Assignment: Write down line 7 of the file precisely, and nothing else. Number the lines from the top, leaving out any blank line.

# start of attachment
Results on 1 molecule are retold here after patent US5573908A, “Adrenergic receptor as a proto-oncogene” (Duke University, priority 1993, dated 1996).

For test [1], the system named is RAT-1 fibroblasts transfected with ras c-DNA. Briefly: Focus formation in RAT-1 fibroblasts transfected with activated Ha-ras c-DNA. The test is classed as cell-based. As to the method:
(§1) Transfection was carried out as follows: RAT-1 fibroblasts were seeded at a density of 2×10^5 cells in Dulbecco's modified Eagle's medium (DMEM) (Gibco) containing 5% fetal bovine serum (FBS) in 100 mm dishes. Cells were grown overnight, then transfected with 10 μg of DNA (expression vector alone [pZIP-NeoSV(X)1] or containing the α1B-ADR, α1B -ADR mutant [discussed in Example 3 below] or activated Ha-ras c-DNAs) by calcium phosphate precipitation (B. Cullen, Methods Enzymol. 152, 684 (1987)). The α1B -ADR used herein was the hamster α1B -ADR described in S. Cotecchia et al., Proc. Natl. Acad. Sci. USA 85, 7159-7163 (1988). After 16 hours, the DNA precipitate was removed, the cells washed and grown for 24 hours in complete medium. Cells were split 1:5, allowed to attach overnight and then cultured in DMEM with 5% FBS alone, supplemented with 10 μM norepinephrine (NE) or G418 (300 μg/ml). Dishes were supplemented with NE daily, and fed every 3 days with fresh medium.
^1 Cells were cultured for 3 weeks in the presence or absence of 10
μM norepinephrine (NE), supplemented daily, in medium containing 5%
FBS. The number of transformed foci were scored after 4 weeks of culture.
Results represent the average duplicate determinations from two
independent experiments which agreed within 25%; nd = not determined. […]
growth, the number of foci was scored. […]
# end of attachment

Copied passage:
Results represent the average duplicate determinations from two